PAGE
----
The U.S. Department of Agriculture (USDA) released its annual Prospective Plantings report this morning, showing U.S. farmers intend to plant 92.2 million acres of corn, 76.6 million acres of soybeans and 58 million acres of wheat this year. The following is an analysis of the USDA Prospective Plantings report from Renewable Fuels Association Vice President of Research and Analysis Geoff Cooper.
A new pseudo-analysis published by the controversial and discredited Journal of American Physicians and Surgeons claims that biofuels expansion is increasing hunger and poverty-related health risks in developing nations. The four-page article was written by Indur Goklany, a long-time biofuels critic and contributor to the Cato Institute. Based on an ill-conceived and opaque method that misinterprets and misrepresents the findings of the World Bank and other researchers, the paper is nothing more than anti-farmer and anti-biofuel vitriol cloaked as real analysis. It simply can’t be taken seriously and it’s not at all surprising that the only publication that would ever consider publishing this piece would be the Journal of American Physicians and Surgeons.
In a letter to industry stakeholders, EPA has reconfirmed it is illegal to sell E15 to gasoline-only vehicles and engines until all regulatory issues have been resolved. However, EPA also reaffirmed the legality of offering properly labeled E15 and any other ethanol blend from E11 to E85 for use Flexible Fuel Vehicles (FFVs).
This week, the chairman of Nestlé, Peter Brabeck-Letmathe, attacked ethanol as an “immoral” policy. It is a charge backed by lots of emotion, but very little fact. Here I present the facts about ethanol, without emotion or misplaced sanctimony.
Today, ethanol-blended fuels are bringing the price down at the pump for consumers. Customers are able to spend between a nickel and a dime less than what they would pay for conventional gasoline. Despite this, the New Hampshire House of Representatives recently voted to put a ban on corn-based ethanol in the state. This bill will not only increase gas prices and lead us down a road toward more imported oil, it will also hinder the very market into which advanced and cellulosic ethanol producers will one day want to sell.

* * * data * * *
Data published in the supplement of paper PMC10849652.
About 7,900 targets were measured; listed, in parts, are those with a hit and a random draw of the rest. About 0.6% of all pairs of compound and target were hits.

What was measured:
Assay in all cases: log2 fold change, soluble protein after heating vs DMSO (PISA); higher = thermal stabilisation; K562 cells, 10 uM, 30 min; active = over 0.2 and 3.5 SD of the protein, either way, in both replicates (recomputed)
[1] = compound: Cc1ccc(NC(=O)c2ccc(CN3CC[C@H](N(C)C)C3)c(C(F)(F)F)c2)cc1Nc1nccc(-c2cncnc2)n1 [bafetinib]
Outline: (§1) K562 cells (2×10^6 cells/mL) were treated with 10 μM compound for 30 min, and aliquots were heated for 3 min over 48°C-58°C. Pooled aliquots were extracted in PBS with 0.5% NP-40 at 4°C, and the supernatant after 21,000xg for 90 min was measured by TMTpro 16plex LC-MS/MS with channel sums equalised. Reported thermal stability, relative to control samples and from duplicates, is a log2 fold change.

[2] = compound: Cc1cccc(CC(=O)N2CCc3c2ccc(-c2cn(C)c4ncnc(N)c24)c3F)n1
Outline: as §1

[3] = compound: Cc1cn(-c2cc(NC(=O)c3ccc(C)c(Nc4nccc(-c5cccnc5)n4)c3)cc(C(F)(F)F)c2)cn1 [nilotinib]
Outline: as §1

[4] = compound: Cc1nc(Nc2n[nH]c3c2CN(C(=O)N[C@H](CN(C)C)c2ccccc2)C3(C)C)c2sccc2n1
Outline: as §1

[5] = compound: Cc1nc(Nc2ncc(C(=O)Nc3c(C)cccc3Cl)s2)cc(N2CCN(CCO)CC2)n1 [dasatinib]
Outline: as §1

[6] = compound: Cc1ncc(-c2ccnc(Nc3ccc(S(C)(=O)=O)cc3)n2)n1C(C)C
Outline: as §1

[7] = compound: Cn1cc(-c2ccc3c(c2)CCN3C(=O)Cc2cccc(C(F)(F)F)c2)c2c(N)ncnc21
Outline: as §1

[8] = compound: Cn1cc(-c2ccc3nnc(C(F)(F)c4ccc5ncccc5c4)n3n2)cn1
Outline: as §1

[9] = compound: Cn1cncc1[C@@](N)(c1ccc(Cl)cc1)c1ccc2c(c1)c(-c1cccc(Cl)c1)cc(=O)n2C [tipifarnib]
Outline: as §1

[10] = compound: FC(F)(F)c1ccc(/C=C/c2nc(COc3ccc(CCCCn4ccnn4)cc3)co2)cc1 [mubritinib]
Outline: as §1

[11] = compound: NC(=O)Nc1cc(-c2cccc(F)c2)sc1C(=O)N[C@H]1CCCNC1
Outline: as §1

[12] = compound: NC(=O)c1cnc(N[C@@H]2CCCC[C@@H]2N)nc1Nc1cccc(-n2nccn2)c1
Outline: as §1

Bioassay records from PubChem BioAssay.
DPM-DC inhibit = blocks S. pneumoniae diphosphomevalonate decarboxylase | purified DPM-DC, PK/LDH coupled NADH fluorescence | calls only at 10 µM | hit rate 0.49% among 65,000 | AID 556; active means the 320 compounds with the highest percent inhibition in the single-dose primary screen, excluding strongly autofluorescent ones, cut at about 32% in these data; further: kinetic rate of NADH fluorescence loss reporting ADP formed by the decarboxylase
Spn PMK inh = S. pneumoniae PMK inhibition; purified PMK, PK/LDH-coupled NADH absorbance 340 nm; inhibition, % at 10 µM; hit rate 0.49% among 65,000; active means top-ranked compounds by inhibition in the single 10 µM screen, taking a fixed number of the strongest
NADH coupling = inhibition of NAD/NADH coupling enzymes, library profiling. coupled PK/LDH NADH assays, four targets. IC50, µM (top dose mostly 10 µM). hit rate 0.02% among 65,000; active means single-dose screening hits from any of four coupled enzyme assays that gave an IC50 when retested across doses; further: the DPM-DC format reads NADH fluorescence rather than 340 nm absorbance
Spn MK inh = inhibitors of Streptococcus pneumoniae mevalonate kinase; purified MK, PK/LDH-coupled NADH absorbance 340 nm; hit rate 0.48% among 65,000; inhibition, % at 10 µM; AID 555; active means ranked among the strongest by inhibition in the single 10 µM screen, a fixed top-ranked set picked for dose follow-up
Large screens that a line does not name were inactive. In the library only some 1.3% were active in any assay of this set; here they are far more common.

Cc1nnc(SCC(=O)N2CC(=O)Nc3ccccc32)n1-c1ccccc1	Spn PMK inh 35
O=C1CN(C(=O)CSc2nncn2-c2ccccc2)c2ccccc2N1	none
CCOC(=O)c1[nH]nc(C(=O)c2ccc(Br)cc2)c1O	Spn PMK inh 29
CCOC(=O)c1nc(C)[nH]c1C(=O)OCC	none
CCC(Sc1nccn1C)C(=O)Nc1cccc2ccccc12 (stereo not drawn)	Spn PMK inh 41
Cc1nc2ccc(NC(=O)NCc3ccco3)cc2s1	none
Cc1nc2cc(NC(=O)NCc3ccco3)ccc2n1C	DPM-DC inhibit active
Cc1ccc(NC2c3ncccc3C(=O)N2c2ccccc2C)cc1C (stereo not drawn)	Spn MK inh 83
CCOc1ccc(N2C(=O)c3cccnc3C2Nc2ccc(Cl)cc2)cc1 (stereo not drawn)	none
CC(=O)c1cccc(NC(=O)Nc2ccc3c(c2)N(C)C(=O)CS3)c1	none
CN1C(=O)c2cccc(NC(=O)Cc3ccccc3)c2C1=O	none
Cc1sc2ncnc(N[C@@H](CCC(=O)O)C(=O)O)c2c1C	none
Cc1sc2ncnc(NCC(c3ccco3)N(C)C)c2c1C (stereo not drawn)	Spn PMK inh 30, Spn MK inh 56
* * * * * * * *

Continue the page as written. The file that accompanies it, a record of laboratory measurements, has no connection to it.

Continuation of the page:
As oil prices soar and gas prices spike even before the start of the summer driving season, lawmakers in Nebraska and New Hampshire take divergent positions on America's dependence on oil. One is seeking to increase its use of domestic renewable fuels. The other is choosing to head down a path of increased oil dependence.
The Nebraska Senate has taken an important step toward increasing the state's use of domestically produced ethanol by approving a bill to repeal labeling requirements for 10 percent ethanol blends. This is a good first step, but oil interests in the state will not swallow this bill without a fight.
Food prices around the globe are rising and as a result, many are quickly searching for a scapegoat. Far too many are still recycling half-truths and misconceptions about the role of rising corn prices in food price escalation and demand for corn created by America’s ethanol industry. In a new look at the distribution of each dollar spent on food in the U.S., the U.S. Department of Agriculture has found just 11.6 cents of each dollar spent makes its way back to the farm. In other words, the raw ingredients in retail food items account for just 12 cents of every consumer dollar spent, while energy costs, labor, transportation, packaging, and other supply chain costs account for the other 88 cents.
Research into the commodity price spikes in 2008 have all shown that speculation was a major driver in the creation of that bubble and in its popping. Now, not three years later, are we seeing history repeat itself? Recent behavior in the corn market says yes.
The new year began with a bang for U.S. ethanol exports, according to government data released today. Ethanol shipments (consisting of both denatured and undenatured, non-beverage, ethanol) totaled 57.2 million gallons in January, marking the second highest monthly total on record. At 714,000 metric tons, January exports of distillers dried grains with solubles (DDGS) were virtually identical to December 2010 levels (713,600 metric tons). Exports to China—the leading export market in 2010—fell by 30% in January, likely as the result of China’s DDGS anti-dumping investigation.
In an attempt to inject some sanity and facts into the recently rekindled “food versus fuel” fervor, RFA has repeatedly highlighted the fact that in 2010/11, the U.S. ethanol industry will use just 3 percent of the global grain supply on a net basis. It just isn’t reasonable to suggest that using such a small slice of the global grain supply could be solely responsible for the recent surge in food prices—especially when the U.S. industry uses nary a bushel of food grains like rice or wheat. Nevertheless, some opponents of biofuels have challenged the legitimacy of our 3 percent figure. But we have nothing to hide. It’s really a straightforward calculation, replicable by anyone with access to USDA data, a pencil and the back of an envelope.